**A BBC RADIO 4 BOOK OF THE WEEK**
'Clever, funny and deeply moving... an engaging and thought-provoking journey through the fakery of modern life.' Mail on Sunday
'A stylish, playful exploration of what digital life is doing to the way we find meaning in the world.' Guardian, 'Book of the Week'
In Vladimir Nabokov's Lolita, the narrator offers a memorably brief account of his mother's death: 'picnic, lightning'. Picnic Comma Lightning similarly opens with the death of Laurence Scott's parents, and the definitive ending of their deaths raises for him one fundamental question: how much of what we live through is truly real?
With humour and insight, Scott transforms this personal meditation on loss into an exploration of what it means to exist in the world now. It used to be that our vision of the world was rooted to reasonably solid things: to people, places and memories. But today, in an age of constant internet debates, online personas and alternative truths, reality feels more vulnerable than ever before.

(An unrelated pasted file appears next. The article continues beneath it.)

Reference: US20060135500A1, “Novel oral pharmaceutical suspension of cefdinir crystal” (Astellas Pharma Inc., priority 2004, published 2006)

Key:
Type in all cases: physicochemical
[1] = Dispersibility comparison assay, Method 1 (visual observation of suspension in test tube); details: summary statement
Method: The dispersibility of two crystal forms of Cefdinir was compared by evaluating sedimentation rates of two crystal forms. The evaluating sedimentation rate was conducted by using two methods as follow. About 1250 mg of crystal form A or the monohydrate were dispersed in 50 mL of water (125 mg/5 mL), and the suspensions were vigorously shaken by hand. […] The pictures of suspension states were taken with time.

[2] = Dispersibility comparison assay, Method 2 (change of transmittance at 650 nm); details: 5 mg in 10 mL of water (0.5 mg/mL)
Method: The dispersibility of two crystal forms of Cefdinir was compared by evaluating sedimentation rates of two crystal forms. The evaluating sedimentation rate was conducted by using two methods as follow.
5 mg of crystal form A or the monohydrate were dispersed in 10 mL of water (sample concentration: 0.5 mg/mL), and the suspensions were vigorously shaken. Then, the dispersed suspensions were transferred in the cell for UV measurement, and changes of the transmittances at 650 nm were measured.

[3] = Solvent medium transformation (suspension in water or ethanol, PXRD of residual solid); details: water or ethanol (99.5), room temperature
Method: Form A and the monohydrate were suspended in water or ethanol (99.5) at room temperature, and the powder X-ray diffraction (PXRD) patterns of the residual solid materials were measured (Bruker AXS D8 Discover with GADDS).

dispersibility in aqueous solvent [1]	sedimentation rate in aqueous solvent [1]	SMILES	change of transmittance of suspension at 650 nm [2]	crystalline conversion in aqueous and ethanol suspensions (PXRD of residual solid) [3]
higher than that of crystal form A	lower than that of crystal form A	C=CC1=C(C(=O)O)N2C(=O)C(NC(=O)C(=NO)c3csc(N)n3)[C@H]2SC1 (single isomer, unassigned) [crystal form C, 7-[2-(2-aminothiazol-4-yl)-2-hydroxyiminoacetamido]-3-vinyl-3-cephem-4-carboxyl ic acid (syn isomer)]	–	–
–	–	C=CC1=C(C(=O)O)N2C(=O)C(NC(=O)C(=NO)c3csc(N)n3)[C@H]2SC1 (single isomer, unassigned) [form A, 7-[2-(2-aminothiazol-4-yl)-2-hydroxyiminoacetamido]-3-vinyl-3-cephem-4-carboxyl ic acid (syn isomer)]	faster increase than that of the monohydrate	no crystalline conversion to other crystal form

Picnic Comma Lightning looks at how digital life is distorting, echoing and magnifying our age-old preoccupation with what is real and what isn't. Where do we draw the line? How is technology shifting these boundaries? And how do we maintain a sense of reality in an increasingly unreal world?
'A report from the front line of the digital generation by someone superbly well-equipped to read and decode the signals.' Sunday Times